Allred spoke about the growing number of COVID-related deaths.

"Since March of last year we have lost over 637,000 Americans to this virus and here in Dallas County alone we have lost over 4,380 of our neighbors," the congressman said. "Initial analysis shows that more than 99% of new deaths since February were among folks who were not vaccinated."

Dallas County Judge Clay Jenkins also joined the town hall. He said cooperation is vital to fighting the pandemic.

"This is team human versus the virus, Republicans aren't the enemy, Greg Abbott is not the enemy, your neighbor who refuses to wear a mask in the grocery store isn't the enemy because they're all humans and that's our side," Jenkins said.

Jenkins — and other local leaders across Texas — have challenged Gov. Greg Abbott's ban on mask mandates.

Monday, Aug. 30

Texas Pandemic Unemployment Benefits Set To Expire In A Few Weeks

Extended unemployment benefits that allowed for 13 additional weeks of assistance will end in Texas next month.

Texas Workforce Commission spokesman James Bernsen said the state's unemployment rate has fallen below the 6.5% threshold that triggered the extra federal benefits.

"We have seen a significant drop," he said. "We're down in the last month to 6.2% unemployment and we're also adding jobs a pretty remarkable rate."

The extended payments, which have been offered since May 2020, will end Sept. 11.

Texas Hospitals Continue To Be Overwhelmed

While the number of COVID-19 patients in Texas has started dropping slightly over the last few days, there are still over 13,500 people hospitalized statewide and many medical facilities remain overwhelmed.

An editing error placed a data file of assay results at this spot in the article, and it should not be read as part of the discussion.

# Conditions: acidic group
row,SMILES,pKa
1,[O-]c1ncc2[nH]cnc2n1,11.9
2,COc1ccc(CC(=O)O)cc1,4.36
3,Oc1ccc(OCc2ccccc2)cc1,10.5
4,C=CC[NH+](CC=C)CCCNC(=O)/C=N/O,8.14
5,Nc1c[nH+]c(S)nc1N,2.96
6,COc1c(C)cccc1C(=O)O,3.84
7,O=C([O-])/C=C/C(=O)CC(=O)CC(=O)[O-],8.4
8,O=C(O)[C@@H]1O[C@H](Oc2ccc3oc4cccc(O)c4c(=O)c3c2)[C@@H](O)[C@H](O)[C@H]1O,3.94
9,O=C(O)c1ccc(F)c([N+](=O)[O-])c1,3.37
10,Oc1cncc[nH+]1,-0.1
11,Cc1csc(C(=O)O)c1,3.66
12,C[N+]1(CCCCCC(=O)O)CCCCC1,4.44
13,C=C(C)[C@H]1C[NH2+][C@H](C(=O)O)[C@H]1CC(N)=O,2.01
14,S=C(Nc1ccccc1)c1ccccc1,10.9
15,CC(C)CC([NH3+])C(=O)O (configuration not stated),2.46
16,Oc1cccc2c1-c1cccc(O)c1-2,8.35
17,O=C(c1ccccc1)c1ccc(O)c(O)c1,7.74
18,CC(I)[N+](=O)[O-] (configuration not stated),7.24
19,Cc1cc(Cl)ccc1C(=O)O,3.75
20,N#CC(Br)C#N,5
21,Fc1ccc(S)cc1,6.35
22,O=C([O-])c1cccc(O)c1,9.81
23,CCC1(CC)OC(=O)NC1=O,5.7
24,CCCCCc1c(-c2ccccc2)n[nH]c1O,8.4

Stephen Hill is the chief nursing officer for Valley Baptist Health System. He said at a news conference Friday in Harlingen the staff is tired.

"They're working 50; 60, some of them 72 hours a week, we're offering bonuses and things to try to get them to work and they're doing it for a sense of team work but they're exhausted," Hill said. "I won't even go through the mental pieces of watching people die."

One step Texas has taken to address staffing shortages at hospitals is deploying at least 8,100 out-of-state medical workers. The state is providing funding for the effort through Sept. 30.

Texas House Poised To Provide Some Funds For Virtual Learning

The Texas House is expected to give final approval today to fund limited virtual learning in public schools until September 2023. Republican State Rep. Keith Bell of Forney is sponsoring Senate Bill 15, which got initial approval on Friday.

"We understand that virtual learning is not for every child, but we have heard from many parents asking for a high-quality virtual option for their students, especially with the ever-changing situation we are facing with COVID-19," Bell said.

The bill would cap remote learning to 10% of a district's student population, but the Texas Education Agency commissioner can suspend the limit due to public health emergencies, such as the pandemic.

Texas Man Known For Protesting Masks & Vaccines Dies From COVID